Home > Abraham Lincoln: Vampire Hunter - 6 > Abraham Lincoln: Vampire Hunter – 6

Abraham Lincoln: Vampire Hunter – 6

Director – Timur Bekmambetov

Cast – Benjamin Walker, Dominic Cooper, Anthony Mackie, Mary Elizabeth Winstead, Rufus Sewell, Marton Csokas, Jimmi Simpson

Release Year – 2012

Reviewed by John of the Dead

I had very little interest in seeing this film and only gave it the shot due to it hitting the local dollar theater in my area. Why the lack of interest? Well, I don’t hate them, but I am not particularly fond of the horrific retellings of history unless they come with elements that peak my interest (the beloved icon really being a sick bastard), and this one came with an element I rarely am interested in…vampires. Had I heard that Honest Abe was really a child eating serial-killer I would have jumped into the film the first chance that I got, but him killing vampires – much like the ladies of Pride and Prejudice killing zombies – eh. Nonetheless this is a horror film so I gave it a go and surprisingly enough found this better than I expected.

At the age of 9, Abraham Lincoln (Benjamin Walker) witnessed the death of his mother as a revenge killing to settle a debt. The killer was not your typical murderer though, the killer…was a vampire. 10 years later and still raging with anger over the sorrow he suffered at the death of his mother, Abraham Lincoln falls under the wing of Henry Sturgess (Dominic Cooper) who teaches him how to fight and kill the undead bloodsuckers he hates so dearly. Decades later, Abraham Lincoln is now the 16th Presidents of the United States and must once again wage war against vampires – vampires that have joined forces with the Confederate Army.

So Abraham Lincoln was nowhere near the sick bastard that I wanted him to be in this film, but he was definitely more “badass” than expected, so I guess that counts for something. Watching him suffer the heartbreaking loss of his mother, whose murder he viewed first-hand, and then vowing revenge on the vampire that killed her (and eventually all vampires) was awesome as I have a supreme loving for anything involving vengeance. His rage fueled him and did not hinder him very much, instead his rage combined with his overall kind and honest soul helped him acquire many friends, the love of his life in Mary Todd (Mary Elizabeth Winstead; The Thing prequel, Final Destination 3, Death Proof, Black Christmas remake), and eventually the White House. Along this journey he is accompanied by several friends, Henry Sturgess and childhood friend Will Johnson, who aid him greatly in slaying the vampire uprising devouring the country that he will not fail to protect. At 105 minutes the film takes its time, giving us about half the runtime involving the younger Lincoln and the second half consisting of President Lincoln and his mission to eliminate the vampires for good. There is much excitement written into the film, and it comes in enjoyable fashion via long action sequences and plenty of dead vampires.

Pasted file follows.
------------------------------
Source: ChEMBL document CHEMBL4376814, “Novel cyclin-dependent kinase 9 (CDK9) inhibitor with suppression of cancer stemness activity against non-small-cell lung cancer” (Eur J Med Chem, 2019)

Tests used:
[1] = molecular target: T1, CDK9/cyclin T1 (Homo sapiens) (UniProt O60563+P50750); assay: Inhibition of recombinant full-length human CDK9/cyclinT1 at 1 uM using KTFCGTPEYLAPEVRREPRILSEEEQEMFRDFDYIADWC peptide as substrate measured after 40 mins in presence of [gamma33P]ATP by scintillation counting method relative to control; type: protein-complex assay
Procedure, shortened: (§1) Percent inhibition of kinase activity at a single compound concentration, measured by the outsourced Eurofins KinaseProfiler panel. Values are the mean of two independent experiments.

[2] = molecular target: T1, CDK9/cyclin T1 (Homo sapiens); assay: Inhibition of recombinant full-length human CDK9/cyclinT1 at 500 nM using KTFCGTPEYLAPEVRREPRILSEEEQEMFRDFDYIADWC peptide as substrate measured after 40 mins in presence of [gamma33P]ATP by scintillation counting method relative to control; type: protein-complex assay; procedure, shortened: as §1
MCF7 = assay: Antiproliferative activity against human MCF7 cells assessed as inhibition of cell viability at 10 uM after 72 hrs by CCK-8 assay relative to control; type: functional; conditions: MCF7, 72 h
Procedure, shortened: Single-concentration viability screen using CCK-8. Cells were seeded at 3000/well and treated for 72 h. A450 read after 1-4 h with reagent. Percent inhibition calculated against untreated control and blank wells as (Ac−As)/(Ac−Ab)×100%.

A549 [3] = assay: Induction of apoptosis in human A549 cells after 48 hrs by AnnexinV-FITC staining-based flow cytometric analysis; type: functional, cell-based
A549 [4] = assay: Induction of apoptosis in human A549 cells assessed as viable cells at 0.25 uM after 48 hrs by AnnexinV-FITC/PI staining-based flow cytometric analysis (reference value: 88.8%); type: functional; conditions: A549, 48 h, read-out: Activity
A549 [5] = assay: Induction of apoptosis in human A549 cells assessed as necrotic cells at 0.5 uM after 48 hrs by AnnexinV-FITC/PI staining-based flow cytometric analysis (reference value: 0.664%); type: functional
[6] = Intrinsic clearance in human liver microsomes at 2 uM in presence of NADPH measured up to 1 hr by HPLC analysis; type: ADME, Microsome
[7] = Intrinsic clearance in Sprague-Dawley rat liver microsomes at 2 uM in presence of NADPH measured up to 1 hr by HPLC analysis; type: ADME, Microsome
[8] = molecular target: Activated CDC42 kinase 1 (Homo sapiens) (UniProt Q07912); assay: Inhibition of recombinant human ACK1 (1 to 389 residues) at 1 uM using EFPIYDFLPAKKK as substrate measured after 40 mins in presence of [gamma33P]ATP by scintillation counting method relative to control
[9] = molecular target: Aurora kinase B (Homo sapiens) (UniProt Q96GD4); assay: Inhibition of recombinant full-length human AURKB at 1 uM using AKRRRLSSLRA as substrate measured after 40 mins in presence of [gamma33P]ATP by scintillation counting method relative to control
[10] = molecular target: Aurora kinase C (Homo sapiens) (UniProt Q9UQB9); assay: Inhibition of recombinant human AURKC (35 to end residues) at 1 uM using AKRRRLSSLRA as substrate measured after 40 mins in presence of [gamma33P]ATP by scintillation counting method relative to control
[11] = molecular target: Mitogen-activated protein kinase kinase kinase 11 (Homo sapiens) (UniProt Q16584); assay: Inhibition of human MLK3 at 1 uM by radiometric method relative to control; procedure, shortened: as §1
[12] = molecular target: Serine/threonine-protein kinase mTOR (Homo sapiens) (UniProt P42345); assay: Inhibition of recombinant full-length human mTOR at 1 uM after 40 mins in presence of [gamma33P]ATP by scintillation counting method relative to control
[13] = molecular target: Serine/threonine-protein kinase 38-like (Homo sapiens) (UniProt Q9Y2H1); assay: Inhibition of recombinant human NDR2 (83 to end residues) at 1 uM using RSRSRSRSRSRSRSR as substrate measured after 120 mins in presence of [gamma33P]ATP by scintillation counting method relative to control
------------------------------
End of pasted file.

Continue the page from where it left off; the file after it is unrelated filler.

Director Timur Bekmambetov (Night Watch, Day Watch) did a pretty good job with this one, giving us his usual tension-filled action sequences shot in an engaging fashion that allows you to feel like you are there. His atmosphere was positive and the sets used aided the film, and while I originally questioned some of the casting choices each actor portrayed their role well enough for me not to balk in the end. There was some heaving usage of CGI effects at times, which I was not particularly fond of but the scenes were rather chaotic and live-action FX would have been nearly impossible. Bekmambetov is definitely know for his execution of action sequences, and he did very well in executing the action and supplemental horror, with numerous decapitations and lots of blood / vampire guts to go around.

Overall, Abraham Lincoln: Vampire Hunter was not nearly as bad of a film as I expected it to be, and in fact wound up being a borderline-positive experience. This film will not win any awards, nor does it deserve any, but for a action-packed film it was not as brainless as most others it is relative to. This effort was fun at times, and definitely contained lots of vampire-oriented horror, in the end delivering a horrific telling our history books conveniently left out.

Rating: 6/10

  1. August 21, 2012 at 6:51 am

    I went into the film with much the same mindset and was surprised at just how much I enjoyed this. You didn’t mention Jimmi Simpson as Speed and he was, as always, fun and interesting to watch, as was perennial villain Rufus Sewell. And it was the Fourth of July when I saw it, so we sat and felt almost patriotic as we watched. I did come away thinking the movie would not be a big hit with those living in the south… hah

    • August 21, 2012 at 1:32 pm

      Yeah Rufus is always fun to watch in horror, I didn’t mention them mostly because I did not want to prolonge the review, just give enough for you to decide on watching it. Their performances were worth mentioning though, maybe I’ll re-edit. As far as The South goes, that’s why I’m glad I’m from Texas. There’s the North, the South, and then there’s Texas. Haha.

  2. Traeghy (for my friends)
    August 21, 2012 at 2:01 pm

    didn’t see this yet, but saw Abe vS Zombies, and that was kinda (in an Asylum kinda way) great!!!!

  3. August 25, 2012 at 1:00 pm

    I skipped this one in the theatres because I really enjoyed the book (immediately drew me in) and was nervous the film may not do it justice. But will catch it in Redbox or Netflix.

    • August 26, 2012 at 1:51 pm

      Yes I waited for the dollar cinema to give this one a watch. I’d wait for Redbox or Netflix as well.

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